This was originally a comment to the article titled Web Second, Mobile First on Mark Suster’s excellent blog Both Sides of the Table. While Mark has a consistently high level of quality in his articles I was, to be honest, a bit disappointed with this one. First of all, it states a number of observations that seem pretty obvious to me (and therefore, I believe, to most everyone), such as that a smartphone (or “mobile”) is increasingly the first computing device for many new users.
But more importantly, it’s continuing the false dichotomy of “mobile vs. Web”. Why it’s false? Simply because modern mobile devices — at least those with their own ecosystems — are perfectly able to display Web, and it’s becoming extremely easy to develop for both mobile and Web at the same time, with only a few more resources devoted to ensuring the cross-platform compatibility (which are necessary even if you develop only for “Web”, as you need to take into account different browsers and OSs: e.g. if you’re aiming at China, 77% of your visitors will use IE 8.0 and earlier).
If you’re strapped for resources, there is absolutely no need to develop a mobile app and have to depend on the whims of AppStore and other walled gardens out there — you can develop for the Web, and make your front-end switch the styles automatically according to the device it’s viewed on. You say that you love the new LinkedIn mobile app; but have you seen their mobile Web? It’s pretty much as functional as the mobile app, looks just as well, and has probably required only a bit more resources than the “traditional” Web app.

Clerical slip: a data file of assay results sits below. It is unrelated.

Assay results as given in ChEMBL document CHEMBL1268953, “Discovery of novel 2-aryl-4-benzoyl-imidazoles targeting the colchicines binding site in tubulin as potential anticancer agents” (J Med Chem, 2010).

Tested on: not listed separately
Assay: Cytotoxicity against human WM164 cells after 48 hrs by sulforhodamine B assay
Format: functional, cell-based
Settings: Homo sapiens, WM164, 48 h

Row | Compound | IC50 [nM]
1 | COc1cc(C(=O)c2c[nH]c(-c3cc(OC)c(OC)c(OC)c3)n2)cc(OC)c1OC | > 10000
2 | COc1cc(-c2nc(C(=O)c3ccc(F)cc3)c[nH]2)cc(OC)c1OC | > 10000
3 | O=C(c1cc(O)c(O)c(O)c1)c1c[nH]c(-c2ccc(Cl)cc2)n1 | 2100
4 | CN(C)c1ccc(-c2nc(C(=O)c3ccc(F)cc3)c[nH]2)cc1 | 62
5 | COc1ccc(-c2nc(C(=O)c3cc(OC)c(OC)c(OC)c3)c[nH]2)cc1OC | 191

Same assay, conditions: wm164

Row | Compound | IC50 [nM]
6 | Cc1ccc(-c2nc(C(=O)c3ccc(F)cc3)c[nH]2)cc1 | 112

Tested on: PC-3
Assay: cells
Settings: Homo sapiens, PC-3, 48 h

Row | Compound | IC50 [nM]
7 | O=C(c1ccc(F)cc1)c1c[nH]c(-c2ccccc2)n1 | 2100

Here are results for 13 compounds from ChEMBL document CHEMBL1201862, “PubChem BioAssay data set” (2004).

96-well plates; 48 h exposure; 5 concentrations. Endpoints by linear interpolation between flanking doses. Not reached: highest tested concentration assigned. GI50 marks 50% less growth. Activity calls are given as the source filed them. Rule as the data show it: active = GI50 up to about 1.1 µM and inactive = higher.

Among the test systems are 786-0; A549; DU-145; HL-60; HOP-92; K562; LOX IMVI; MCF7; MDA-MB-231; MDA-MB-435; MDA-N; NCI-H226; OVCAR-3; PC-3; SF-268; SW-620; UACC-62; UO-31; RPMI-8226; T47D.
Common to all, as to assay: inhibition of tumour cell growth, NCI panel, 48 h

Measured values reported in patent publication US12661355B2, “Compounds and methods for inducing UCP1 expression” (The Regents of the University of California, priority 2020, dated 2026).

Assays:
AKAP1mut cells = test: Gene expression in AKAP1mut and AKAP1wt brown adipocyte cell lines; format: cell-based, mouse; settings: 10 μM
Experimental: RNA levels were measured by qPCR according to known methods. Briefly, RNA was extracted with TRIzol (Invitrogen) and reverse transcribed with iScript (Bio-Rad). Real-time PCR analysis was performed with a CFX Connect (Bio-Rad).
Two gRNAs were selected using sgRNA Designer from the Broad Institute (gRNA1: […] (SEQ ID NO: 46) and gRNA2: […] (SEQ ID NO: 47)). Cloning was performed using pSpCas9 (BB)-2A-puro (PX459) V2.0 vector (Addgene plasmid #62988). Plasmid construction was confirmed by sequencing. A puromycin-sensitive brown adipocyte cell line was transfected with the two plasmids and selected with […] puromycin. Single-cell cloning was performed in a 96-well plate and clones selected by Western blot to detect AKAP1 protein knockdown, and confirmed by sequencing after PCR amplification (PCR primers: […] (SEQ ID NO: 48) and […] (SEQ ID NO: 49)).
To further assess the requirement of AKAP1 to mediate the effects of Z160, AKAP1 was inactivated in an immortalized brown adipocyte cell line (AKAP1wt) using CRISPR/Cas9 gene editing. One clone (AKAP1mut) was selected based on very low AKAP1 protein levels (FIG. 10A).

Essentially, in my opinion, a mobile app makes sense only if it requires no Internet connection to operate properly, so it’s perfect for games, fart jokes and similar use cases. For all the examples Mark mentioned in his article — Yelp, LinkedIn, Foursquare etc — ubiquitous Internet is a prerequisite, which means that there is no advantage over a mobile Web app. Actually, with the modern HTML5 features such as local storage, even a less than 100% reliable connection is not necessarily a problem, as some data can be stored locally and used when offline, syncing it back to the server when online.
So, instead of the “Mobile first, Web second” approach, I’d suggest a different strategy to most new startups: “Web (classic and mobile) first, mobile perhaps (if necessary)”.